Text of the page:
When an artist decides to release a self-titled album, it’s either the debut album or a very personal one that accurately represents the artist’s current state in life; neither is the case in Avril Lavigne’s fifth album. After 2011’s ballad-heavy Goodbye Lullaby was met with lukewarm reviews from both fans and critics, Avril drops down several levels of maturity to reclaim her teenage-bratty image in her eponymous album. Once again, the Sk8er Boi singer delivers a repertoire of mainstream pop music where The Best Damn Thing left off, though with a sense of diversity and personality.
The record opens with Rock n Roll, a spunky pop-punk track that serves as Avril’s declaration that she’s back on the music scene and fiercer than ever. The track is quite similar to her previous singles, but its production value cranks it up a notch, making it one of the highlights from the album. Her “in your face” attitude rubs off on the subsequent Here’s To Never Growing Up (which could have been a more appropriate and straightforward title for the album) and 17, one of the more upbeat numbers that could have been included on her first record but would not feel out of place. These opening tracks with its carpe diem feel effectively builds up the general trend of the record.
To maintain a balance among the tracks, Avril also introduces a few ballads where the listeners finally get a glimpse of her raw and honest emotions after continuously singing about not wanting to behave like her age. She starts shifting the mood with Let Me Go, a duet about a journey of love through one’s life which features her husband and Nickelback frontman Chad Kroeger. The pair’s vocal chemistry during the mid-verses and its haunting piano outro where Avril continuously echoes out “Won’t let you go…” to her lover establishes this as one of her more memorable tracks. In Give You What You Like, Avril breaks down her walls to deliver possibly her most vulnerable song in her career. These two tracks are considerably well written compared to her previously released songs, but the problem is that these gems seem to get lost when placed between anthems about high school, “middle finger to the sky,” parties at the beach (Bitchin’ Summer) and losing one’s inhibitions with a provocative lover (Bad Girl).
Avril has formed a considerably huge following in Japan, thus it would seem inevitable that she would pen a song for them. The result is the electronic-based Hello Kitty, one of her more unique songs though definitely not her best. She opens the slumber party anthem with a straightforward “Mina Saiko! Arigato! Kawaii!” before chanting a handful of inane lyrics in a child- like fashion that would leave listeners cringing during the first (and perhaps subsequent) listen. The infusion of dubstep after the chorus doesn’t make it any better. It’s probably best to consider that the saccharine Hello Kitty was produced to appeal only to her Japanese fans. With all the attention that she is receiving there, this track would definitely do well in Japanese charts.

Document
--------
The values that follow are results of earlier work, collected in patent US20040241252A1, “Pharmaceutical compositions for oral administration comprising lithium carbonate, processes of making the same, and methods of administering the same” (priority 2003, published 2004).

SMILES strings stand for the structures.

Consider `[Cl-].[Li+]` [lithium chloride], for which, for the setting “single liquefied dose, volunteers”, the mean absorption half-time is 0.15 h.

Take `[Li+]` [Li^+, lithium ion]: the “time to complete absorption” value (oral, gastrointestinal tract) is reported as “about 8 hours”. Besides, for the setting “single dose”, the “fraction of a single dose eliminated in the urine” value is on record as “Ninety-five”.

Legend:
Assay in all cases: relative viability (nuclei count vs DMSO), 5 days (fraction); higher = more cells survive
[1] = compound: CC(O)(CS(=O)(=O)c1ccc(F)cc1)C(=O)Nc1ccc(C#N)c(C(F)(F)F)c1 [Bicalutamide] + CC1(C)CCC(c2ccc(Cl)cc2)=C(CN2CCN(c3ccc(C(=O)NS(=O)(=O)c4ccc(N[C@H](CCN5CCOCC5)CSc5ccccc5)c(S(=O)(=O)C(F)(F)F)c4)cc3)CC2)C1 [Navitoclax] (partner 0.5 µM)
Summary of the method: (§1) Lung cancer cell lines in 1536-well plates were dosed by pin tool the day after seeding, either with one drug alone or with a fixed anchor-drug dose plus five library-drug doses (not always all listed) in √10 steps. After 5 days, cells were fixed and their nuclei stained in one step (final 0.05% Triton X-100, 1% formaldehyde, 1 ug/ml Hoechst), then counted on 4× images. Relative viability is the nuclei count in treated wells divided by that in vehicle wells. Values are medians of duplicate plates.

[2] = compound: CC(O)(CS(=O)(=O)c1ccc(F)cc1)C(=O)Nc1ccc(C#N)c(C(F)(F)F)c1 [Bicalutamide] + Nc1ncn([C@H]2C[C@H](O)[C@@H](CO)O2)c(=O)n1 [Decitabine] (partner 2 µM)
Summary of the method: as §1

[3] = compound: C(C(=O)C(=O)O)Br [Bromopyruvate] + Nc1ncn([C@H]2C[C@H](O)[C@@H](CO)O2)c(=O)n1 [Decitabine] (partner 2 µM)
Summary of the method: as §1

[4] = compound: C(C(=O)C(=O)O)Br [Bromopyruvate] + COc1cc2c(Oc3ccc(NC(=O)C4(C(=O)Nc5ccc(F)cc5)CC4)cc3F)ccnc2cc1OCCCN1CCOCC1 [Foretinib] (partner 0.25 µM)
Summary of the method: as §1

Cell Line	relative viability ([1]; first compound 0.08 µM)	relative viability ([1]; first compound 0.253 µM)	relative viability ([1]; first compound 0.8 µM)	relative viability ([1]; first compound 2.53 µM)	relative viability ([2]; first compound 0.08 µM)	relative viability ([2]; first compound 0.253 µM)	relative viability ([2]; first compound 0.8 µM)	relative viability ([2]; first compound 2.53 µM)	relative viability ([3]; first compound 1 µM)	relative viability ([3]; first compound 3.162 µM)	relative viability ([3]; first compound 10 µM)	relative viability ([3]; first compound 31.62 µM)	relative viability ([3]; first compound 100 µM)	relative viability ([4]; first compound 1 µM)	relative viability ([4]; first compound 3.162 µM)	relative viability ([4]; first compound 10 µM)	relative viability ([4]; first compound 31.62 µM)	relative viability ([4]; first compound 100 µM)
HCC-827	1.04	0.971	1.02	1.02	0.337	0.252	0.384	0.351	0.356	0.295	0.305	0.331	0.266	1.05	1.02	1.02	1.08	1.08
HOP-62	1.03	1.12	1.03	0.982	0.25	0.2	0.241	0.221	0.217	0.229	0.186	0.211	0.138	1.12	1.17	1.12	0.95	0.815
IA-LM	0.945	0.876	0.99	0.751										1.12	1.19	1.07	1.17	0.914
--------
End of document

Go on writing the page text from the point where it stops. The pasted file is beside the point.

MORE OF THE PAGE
She continues to go down the lane with her devil-may-care attitude throughout. For the last few tracks, we see Avril on familiar territory. There’s nothing really special about them; listeners may feel that they’re being treated to the same songs again that somehow fail to leave an impact like the earlier tracks. However, the closing ballad Hush Hush manages to evoke feelings of desperation, regret, pain, and hope with its simplicity in songwriting and melody that saves it from being “just another lullaby about broken hearts”.
As an experimental album, Avril Lavigne is diverse in terms of its genre. There’s always a song or two that would fall under rock, electro-pop, or bubblegum pop to satisfy varying musical tastes. With Bitchin’ Summer and Sippin’ on Sunshine, this could potentially be a summer record that feels good to blast to in one’s car. But in terms of its lyrical diversity, singing about running away from adult responsibilities during round-the-clock parties in almost every track can make the album quite tiring after a few listens. Even at 29, Avril Lavigne still isn’t ready to grow out of her rebellious teenager persona and this latest offering from her proves just that.